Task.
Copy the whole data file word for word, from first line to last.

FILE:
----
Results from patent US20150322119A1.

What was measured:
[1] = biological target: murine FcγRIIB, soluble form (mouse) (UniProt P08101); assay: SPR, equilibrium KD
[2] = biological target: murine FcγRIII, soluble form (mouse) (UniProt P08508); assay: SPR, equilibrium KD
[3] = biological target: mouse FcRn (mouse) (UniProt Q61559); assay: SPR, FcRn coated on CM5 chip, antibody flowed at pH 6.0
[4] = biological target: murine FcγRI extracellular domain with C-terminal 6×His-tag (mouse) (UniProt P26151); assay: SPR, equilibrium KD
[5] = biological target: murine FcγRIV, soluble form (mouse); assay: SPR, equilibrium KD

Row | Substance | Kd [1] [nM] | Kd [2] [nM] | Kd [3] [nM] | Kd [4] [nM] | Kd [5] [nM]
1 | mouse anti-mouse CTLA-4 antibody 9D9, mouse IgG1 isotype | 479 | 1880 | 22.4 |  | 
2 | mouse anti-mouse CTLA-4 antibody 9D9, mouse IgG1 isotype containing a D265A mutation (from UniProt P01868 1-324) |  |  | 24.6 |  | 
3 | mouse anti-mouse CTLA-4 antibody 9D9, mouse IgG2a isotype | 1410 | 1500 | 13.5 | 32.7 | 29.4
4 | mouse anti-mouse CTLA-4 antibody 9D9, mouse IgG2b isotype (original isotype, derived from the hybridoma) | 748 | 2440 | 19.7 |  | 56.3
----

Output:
Results from patent US20150322119A1.

What was measured:
[1] = biological target: murine FcγRIIB, soluble form (mouse) (UniProt P08101); assay: SPR, equilibrium KD
[2] = biological target: murine FcγRIII, soluble form (mouse) (UniProt P08508); assay: SPR, equilibrium KD
[3] = biological target: mouse FcRn (mouse) (UniProt Q61559); assay: SPR, FcRn coated on CM5 chip, antibody flowed at pH 6.0
[4] = biological target: murine FcγRI extracellular domain with C-terminal 6×His-tag (mouse) (UniProt P26151); assay: SPR, equilibrium KD
[5] = biological target: murine FcγRIV, soluble form (mouse); assay: SPR, equilibrium KD

Row | Substance | Kd [1] [nM] | Kd [2] [nM] | Kd [3] [nM] | Kd [4] [nM] | Kd [5] [nM]
1 | mouse anti-mouse CTLA-4 antibody 9D9, mouse IgG1 isotype | 479 | 1880 | 22.4 |  | 
2 | mouse anti-mouse CTLA-4 antibody 9D9, mouse IgG1 isotype containing a D265A mutation (from UniProt P01868 1-324) |  |  | 24.6 |  | 
3 | mouse anti-mouse CTLA-4 antibody 9D9, mouse IgG2a isotype | 1410 | 1500 | 13.5 | 32.7 | 29.4
4 | mouse anti-mouse CTLA-4 antibody 9D9, mouse IgG2b isotype (original isotype, derived from the hybridoma) | 748 | 2440 | 19.7 |  | 56.3